Reunited: Fever in the Funkhouse
Reunited: Fever in the Funkhouse

Reunited: Fever in the Funkhouse

We're Developing a Fever in the Funkhouse

Club Dada’s

Amanda Newman just gave me the official word for her club's New Year’s Eve plans. In fact, she was so excited about it that I’ll let her tell it herself:

"So...after lots of back and forth and phone calls...New Year's Eve at Dada will feature a two-hour set from Fever in the Funkhouse. The lineup will include original members Nick Brisco, Chris Clairidy and Bryan Wakeland (Polyphonic Spree). A yet to be named local bass player will be filling the shoes of original bassist Jim Holbrook."

It's appropriate for Dada to celebrate with a band that was alongside the New Bohemians and Ten Hands in the late '80s and early '90s music renaissance emerging from Deep Ellum. Newman adds, “I wanted to do something special this New Year's to pay homage to Dada's history, a blending of the old guard and the new guard, if you will.”

Although familiar with Funkhouse's music, I was a little shaky on its history. So Brisco took some time out with me this morning to give me the lowdown via phone from Chicago.

As Brisco was getting his day started, he remarked how the miracle of MySpace has landed his latest band, Café Antarsia Ensemble, a deal with Innova Records. With his future set with his new band, Brisco graciously revisited his past as frontman for Funkhouse.

“We came into Deep Ellum at a good time back in 1989. It was a real nurturing scene. Good place for local bands to create something new,” he starts. Four young guys from the suburbs who saw Dallas as “a reality of a music scene…something we could get into.”

Internet research tells me that Club Clearview was the site of the band's debut, but he feels the big break was at the 500 Café (in the space that is now the Monkey Bar). They were the house band every Wednesday and to get people into the café, they gave away free beer for two hours. “That was a Wednesday night in old Deep Ellum,” he says. “We’d play for 300 people. This is what Dallas used to be about.”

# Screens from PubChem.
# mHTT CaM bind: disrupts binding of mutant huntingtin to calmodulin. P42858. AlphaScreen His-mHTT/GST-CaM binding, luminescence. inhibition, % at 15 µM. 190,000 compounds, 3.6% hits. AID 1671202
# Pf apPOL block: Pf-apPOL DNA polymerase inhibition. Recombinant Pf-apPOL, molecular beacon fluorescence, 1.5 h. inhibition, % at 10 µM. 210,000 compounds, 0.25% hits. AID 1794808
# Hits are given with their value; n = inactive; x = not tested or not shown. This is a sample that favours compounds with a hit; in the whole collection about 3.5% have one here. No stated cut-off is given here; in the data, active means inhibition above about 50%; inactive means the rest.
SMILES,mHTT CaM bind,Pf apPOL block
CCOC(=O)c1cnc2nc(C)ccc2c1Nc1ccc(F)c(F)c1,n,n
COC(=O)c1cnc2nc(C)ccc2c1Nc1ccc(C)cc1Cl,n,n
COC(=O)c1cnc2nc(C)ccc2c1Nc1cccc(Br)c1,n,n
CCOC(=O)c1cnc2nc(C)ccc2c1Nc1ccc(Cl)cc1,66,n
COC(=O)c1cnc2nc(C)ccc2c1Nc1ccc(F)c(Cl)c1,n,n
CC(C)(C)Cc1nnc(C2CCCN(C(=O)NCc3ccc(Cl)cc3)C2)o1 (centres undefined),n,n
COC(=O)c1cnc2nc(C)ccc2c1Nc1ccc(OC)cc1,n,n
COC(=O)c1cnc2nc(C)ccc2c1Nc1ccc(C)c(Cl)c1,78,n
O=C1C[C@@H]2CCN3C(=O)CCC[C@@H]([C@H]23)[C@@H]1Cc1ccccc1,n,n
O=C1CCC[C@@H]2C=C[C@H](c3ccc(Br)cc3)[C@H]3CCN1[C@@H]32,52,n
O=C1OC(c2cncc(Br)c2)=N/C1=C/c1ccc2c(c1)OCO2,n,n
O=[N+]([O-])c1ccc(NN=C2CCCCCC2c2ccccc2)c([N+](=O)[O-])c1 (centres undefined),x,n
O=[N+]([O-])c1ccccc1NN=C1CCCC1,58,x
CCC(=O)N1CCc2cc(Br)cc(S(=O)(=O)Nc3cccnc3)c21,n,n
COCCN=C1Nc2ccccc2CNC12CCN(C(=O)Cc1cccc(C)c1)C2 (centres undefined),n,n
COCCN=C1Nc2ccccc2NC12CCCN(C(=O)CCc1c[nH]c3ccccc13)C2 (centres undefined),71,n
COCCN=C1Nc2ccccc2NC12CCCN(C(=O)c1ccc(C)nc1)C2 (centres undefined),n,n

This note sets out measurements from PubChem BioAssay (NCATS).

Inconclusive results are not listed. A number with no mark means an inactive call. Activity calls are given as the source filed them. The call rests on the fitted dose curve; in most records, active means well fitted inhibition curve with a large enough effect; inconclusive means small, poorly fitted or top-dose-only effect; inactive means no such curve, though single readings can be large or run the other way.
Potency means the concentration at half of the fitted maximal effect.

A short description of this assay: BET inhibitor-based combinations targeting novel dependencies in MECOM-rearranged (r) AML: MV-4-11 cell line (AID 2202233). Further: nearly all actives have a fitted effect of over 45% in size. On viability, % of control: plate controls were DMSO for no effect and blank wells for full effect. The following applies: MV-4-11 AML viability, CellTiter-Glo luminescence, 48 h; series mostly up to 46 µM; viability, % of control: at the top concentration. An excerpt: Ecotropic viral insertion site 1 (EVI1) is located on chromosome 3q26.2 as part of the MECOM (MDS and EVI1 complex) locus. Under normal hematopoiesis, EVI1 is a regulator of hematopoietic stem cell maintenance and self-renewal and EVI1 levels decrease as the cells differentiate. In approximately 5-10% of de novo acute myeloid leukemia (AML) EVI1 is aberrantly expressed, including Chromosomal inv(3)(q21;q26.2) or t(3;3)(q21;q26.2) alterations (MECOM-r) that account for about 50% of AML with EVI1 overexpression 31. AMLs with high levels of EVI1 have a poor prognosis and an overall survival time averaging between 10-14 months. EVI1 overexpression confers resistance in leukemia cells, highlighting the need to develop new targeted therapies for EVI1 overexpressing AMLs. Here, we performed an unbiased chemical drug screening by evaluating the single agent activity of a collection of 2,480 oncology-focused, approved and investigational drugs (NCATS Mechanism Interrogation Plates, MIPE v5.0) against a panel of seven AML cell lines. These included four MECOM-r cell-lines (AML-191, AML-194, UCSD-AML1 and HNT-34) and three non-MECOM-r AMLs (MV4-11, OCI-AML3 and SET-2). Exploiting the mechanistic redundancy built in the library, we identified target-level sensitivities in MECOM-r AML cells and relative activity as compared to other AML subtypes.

Only to add, “I hope that Dallas can recover.”

Something Funkhouse didn’t do as 1991 rolled around. The story of Funkhouse is legend among these parts. He says it himself, “Everyone knows the story.” For those out of the loop, here's a quick history lesson.

The band members had some rough dealings with their manager during their developmental deal with Polygram Records. Simultaneously, they were amid a bidding war between two other labels. Not an enviable position for the young band. But then the cloud got blacker with some band dysfunction and naiveté in dealing with their manager, the prospects of big deal labels and producers. To make matters worse, Funkhouse's A&R representative at Polygram was fired leaving Funkhouse pretty much funked.

Time has given Brisco a matured perspective. “Looking back, I accept it as it is. It’s the only way to come to it clean," he says. He only wishes he wouldn't have been so scared of the whole process.

And as he and the band makes its way back to Dallas, Brisco says he hopes that “Fever steps beyond why the band broke up. We are getting together with positive energy and would rather be judged by the performance that night.”

He does admit to some nerves about the show, “We are trying to recruit someone locally (to play bass) to make this gig happen. I’m a little nervous about it. This is the first time in 10 years I’ll have an electric band behind me,” referencing his latest foray into gypsy music laced with an Americana feel.

But he’s also optimistic thanks to a slew of e-mails from fans already planning their New Year’s Eve at Dada. “We made a promise that we would (perform in Dallas again). New Year’s seemed like a good time to do it,” he says. “The band exists in memory. But Fever’s a Dallas thing. The band belongs to Dallas.” -- Rich Lopez

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